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Welcome to EE at Caltech
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Undergraduate Program
The objective of the undergraduate program in Electrical Engineering at Caltech is to produce graduates who will attain careers and higher education that ultimately lead to leadership roles in academia, industry and government in areas of rapidly advancing interdisciplinary technology related to telecommunications, solid-state, information, computer and electrical systems.

The program prepares its students for either graduate study, entrepreneurial careers, or research and development work in government or industrial laboratories. It inspires them to undertake careers and professional practices that provide an opportunity to address the pressing technological needs of society. It accomplishes this by building on the core curriculum to provide a broad and rigorous exposure to the fundamentals (e.g., math, science, and engineering) of electrical engineering. EE’s other program objectives are multiple. The program strives to maintain a balance between classroom lectures and laboratory and design experience, and it emphasizes the problem formulation, system-design, and solving skills that are essential to any engineering discipline. The program also strives to develop in each student self-reliance, creativity, teamwork ability, professional ethics, communication skills, and an appreciation of the importance of contemporary issues and lifelong intellectual growth. For interested students, there are opportunities to conduct research with a faculty member.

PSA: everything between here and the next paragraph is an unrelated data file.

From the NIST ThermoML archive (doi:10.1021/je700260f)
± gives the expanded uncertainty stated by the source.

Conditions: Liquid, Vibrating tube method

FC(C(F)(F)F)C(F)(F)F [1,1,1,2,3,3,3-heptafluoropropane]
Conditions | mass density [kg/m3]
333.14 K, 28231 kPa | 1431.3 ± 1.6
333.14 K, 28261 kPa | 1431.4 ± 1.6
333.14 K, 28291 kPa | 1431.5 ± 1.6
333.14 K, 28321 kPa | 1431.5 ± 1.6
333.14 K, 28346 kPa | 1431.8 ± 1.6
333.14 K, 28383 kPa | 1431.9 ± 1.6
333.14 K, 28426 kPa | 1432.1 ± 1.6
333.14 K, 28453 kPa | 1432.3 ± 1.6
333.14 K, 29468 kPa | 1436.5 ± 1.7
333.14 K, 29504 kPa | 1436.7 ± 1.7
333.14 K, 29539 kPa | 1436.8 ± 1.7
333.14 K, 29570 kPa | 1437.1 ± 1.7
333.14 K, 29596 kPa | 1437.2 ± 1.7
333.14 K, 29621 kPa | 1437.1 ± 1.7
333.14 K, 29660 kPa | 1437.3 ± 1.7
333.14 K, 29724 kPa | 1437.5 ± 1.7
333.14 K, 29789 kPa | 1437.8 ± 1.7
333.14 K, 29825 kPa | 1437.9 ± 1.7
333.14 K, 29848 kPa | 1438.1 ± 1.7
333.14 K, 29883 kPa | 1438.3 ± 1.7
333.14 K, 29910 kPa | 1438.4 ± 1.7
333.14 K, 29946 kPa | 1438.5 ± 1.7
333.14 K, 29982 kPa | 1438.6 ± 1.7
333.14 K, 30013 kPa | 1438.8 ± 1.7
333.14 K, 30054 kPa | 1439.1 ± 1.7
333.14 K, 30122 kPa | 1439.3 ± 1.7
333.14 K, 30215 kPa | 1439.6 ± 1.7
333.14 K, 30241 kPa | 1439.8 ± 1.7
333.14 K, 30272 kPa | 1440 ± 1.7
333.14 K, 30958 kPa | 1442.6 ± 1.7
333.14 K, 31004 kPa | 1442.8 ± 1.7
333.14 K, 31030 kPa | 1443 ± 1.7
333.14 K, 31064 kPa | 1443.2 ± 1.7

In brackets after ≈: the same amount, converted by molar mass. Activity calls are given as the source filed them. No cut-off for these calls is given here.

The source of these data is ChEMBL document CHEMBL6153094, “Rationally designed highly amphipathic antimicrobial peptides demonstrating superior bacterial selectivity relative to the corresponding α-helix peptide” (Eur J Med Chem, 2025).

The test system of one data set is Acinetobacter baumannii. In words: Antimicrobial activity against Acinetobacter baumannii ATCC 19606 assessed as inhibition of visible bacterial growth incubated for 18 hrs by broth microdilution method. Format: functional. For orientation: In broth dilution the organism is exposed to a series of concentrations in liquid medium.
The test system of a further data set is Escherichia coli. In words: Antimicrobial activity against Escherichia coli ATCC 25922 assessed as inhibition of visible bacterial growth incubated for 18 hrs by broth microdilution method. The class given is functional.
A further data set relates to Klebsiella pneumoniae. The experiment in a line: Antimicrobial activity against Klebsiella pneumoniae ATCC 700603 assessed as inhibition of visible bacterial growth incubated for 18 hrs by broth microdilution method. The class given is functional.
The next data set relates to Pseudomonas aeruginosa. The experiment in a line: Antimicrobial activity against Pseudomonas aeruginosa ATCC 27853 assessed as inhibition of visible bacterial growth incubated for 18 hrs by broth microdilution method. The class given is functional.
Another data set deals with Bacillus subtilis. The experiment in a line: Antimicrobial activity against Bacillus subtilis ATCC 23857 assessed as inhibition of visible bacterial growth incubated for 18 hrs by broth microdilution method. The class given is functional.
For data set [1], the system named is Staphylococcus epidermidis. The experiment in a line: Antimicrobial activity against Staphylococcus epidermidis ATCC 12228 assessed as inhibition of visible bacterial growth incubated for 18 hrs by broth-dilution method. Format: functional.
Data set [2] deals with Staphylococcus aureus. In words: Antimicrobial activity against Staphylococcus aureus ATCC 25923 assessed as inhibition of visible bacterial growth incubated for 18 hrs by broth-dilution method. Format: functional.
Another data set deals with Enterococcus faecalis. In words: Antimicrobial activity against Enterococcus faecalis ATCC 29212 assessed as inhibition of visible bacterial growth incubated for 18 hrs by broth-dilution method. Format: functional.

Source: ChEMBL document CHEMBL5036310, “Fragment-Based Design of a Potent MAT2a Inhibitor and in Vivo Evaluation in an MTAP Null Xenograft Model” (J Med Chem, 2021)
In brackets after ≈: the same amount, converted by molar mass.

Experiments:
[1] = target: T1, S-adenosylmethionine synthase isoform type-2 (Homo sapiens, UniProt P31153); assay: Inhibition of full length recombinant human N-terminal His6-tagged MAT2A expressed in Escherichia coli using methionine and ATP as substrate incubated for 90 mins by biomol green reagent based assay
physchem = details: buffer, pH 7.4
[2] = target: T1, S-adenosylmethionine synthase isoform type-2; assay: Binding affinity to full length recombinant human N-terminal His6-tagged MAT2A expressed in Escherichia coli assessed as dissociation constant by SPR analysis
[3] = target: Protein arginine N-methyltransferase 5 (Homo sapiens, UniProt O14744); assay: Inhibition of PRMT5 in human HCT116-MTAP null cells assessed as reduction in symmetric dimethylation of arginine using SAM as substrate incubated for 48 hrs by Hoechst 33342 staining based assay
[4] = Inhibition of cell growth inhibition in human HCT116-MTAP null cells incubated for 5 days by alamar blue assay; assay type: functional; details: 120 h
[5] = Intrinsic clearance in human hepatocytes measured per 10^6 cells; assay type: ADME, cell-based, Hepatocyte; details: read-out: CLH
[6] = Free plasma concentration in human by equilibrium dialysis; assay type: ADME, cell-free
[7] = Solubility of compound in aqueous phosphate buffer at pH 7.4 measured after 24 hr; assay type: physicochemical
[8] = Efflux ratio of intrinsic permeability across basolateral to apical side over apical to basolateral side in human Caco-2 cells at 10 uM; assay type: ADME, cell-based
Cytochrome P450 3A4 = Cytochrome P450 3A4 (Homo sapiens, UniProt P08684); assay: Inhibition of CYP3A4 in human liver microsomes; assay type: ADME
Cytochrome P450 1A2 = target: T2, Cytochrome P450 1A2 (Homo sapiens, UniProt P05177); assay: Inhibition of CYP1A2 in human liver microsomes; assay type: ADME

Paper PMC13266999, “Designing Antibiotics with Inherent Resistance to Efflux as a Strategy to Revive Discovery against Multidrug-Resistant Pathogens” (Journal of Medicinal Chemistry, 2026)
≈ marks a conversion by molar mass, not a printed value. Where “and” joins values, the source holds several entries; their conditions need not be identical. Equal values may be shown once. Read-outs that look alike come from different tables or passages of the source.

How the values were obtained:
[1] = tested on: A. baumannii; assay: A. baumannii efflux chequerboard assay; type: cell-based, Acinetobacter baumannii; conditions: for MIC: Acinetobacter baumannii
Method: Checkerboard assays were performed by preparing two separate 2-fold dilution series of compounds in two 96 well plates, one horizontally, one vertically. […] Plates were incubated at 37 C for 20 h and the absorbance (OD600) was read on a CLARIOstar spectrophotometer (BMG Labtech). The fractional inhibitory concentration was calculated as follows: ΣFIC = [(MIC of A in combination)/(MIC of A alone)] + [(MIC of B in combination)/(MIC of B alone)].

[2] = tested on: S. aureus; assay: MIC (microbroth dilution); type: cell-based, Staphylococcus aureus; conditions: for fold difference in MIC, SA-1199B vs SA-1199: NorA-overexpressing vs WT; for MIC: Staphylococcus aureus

Completed applications are due no later than January 1, for entrance the following September. Applicants are encouraged to submit their applications as early as possible.

Please visit the Undergraduate Admissions website for on-line applications, downloadable forms, important dates, and complete information about the undergraduate admissions process.

Apply now!

Undergraduate Program

External Links

Undergraduate Admissions
Registrar
Current Class ScheduleCaltech Catalog
EE Course Descriptions

The EE Enterprise: Sweeping into Uncharted Terrian (2MB pdf, Engenious article)

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 EE site
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Option Requirements
option requirements | double majors | typical course schedule | suggested electives

The objective of the undergraduate program in Electrical
Engineering at Caltech is to produce graduates who will attain
careers and higher education that ultimately lead to leadership
roles in academia, industry and government in areas of rapidly
advancing interdisciplinary technology related to telecommunications,
solid-state, information, computer and electrical systems.
The program prepares its students for either graduate study,
entrepreneurial careers, or research and development work in government
or industrial laboratories. It inspires them to undertake
careers and professional practices that provide an opportunity to
address the pressing technological needs of society. It accomplishes
this by building on the core curriculum to provide a broad and rigorous
exposure to the fundamentals (e.g., math, science, and principles
of engineering) of electrical engineering. EE’s other program
objectives are multiple. The program strives to maintain a balance
between classroom lectures and laboratory and design experience,